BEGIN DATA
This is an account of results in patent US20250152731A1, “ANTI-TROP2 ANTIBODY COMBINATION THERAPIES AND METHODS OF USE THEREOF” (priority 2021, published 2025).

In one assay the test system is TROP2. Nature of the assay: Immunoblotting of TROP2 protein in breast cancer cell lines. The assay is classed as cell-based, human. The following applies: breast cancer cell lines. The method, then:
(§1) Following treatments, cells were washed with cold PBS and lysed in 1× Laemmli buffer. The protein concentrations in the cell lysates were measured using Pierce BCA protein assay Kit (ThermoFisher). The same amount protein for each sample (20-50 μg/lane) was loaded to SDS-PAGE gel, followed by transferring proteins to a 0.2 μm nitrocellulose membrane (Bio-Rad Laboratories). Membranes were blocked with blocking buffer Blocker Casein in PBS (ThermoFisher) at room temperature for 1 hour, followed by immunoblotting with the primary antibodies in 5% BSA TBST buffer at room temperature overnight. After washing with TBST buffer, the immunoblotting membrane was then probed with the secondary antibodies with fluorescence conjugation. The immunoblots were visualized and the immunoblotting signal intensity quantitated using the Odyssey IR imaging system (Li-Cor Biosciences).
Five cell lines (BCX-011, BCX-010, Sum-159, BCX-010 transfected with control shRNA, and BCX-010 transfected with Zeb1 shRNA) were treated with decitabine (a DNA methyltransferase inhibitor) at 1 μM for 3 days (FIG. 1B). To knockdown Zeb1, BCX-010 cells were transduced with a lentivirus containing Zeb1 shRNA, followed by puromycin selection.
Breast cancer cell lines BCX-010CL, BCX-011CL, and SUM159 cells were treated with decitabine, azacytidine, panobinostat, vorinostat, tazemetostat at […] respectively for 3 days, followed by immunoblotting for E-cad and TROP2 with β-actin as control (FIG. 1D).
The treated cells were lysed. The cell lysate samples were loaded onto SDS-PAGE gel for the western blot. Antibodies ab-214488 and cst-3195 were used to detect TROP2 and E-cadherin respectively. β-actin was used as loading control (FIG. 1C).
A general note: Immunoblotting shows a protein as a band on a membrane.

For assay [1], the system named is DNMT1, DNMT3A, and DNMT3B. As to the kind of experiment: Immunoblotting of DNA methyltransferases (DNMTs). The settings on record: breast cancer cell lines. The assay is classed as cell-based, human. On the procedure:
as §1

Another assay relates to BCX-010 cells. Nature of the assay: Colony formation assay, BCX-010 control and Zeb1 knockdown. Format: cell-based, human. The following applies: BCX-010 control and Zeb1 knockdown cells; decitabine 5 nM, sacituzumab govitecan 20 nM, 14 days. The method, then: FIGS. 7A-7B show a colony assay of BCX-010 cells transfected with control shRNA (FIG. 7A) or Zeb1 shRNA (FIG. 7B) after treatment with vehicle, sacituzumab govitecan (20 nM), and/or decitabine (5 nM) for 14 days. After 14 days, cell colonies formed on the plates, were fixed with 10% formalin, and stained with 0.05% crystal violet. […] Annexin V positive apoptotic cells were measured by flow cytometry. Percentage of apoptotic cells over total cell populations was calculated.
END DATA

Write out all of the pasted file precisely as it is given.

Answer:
This is an account of results in patent US20250152731A1, “ANTI-TROP2 ANTIBODY COMBINATION THERAPIES AND METHODS OF USE THEREOF” (priority 2021, published 2025).

In one assay the test system is TROP2. Nature of the assay: Immunoblotting of TROP2 protein in breast cancer cell lines. The assay is classed as cell-based, human. The following applies: breast cancer cell lines. The method, then:
(§1) Following treatments, cells were washed with cold PBS and lysed in 1× Laemmli buffer. The protein concentrations in the cell lysates were measured using Pierce BCA protein assay Kit (ThermoFisher). The same amount protein for each sample (20-50 μg/lane) was loaded to SDS-PAGE gel, followed by transferring proteins to a 0.2 μm nitrocellulose membrane (Bio-Rad Laboratories). Membranes were blocked with blocking buffer Blocker Casein in PBS (ThermoFisher) at room temperature for 1 hour, followed by immunoblotting with the primary antibodies in 5% BSA TBST buffer at room temperature overnight. After washing with TBST buffer, the immunoblotting membrane was then probed with the secondary antibodies with fluorescence conjugation. The immunoblots were visualized and the immunoblotting signal intensity quantitated using the Odyssey IR imaging system (Li-Cor Biosciences).
Five cell lines (BCX-011, BCX-010, Sum-159, BCX-010 transfected with control shRNA, and BCX-010 transfected with Zeb1 shRNA) were treated with decitabine (a DNA methyltransferase inhibitor) at 1 μM for 3 days (FIG. 1B). To knockdown Zeb1, BCX-010 cells were transduced with a lentivirus containing Zeb1 shRNA, followed by puromycin selection.
Breast cancer cell lines BCX-010CL, BCX-011CL, and SUM159 cells were treated with decitabine, azacytidine, panobinostat, vorinostat, tazemetostat at […] respectively for 3 days, followed by immunoblotting for E-cad and TROP2 with β-actin as control (FIG. 1D).
The treated cells were lysed. The cell lysate samples were loaded onto SDS-PAGE gel for the western blot. Antibodies ab-214488 and cst-3195 were used to detect TROP2 and E-cadherin respectively. β-actin was used as loading control (FIG. 1C).
A general note: Immunoblotting shows a protein as a band on a membrane.

For assay [1], the system named is DNMT1, DNMT3A, and DNMT3B. As to the kind of experiment: Immunoblotting of DNA methyltransferases (DNMTs). The settings on record: breast cancer cell lines. The assay is classed as cell-based, human. On the procedure:
as §1

Another assay relates to BCX-010 cells. Nature of the assay: Colony formation assay, BCX-010 control and Zeb1 knockdown. Format: cell-based, human. The following applies: BCX-010 control and Zeb1 knockdown cells; decitabine 5 nM, sacituzumab govitecan 20 nM, 14 days. The method, then: FIGS. 7A-7B show a colony assay of BCX-010 cells transfected with control shRNA (FIG. 7A) or Zeb1 shRNA (FIG. 7B) after treatment with vehicle, sacituzumab govitecan (20 nM), and/or decitabine (5 nM) for 14 days. After 14 days, cell colonies formed on the plates, were fixed with 10% formalin, and stained with 0.05% crystal violet. […] Annexin V positive apoptotic cells were measured by flow cytometry. Percentage of apoptotic cells over total cell populations was calculated.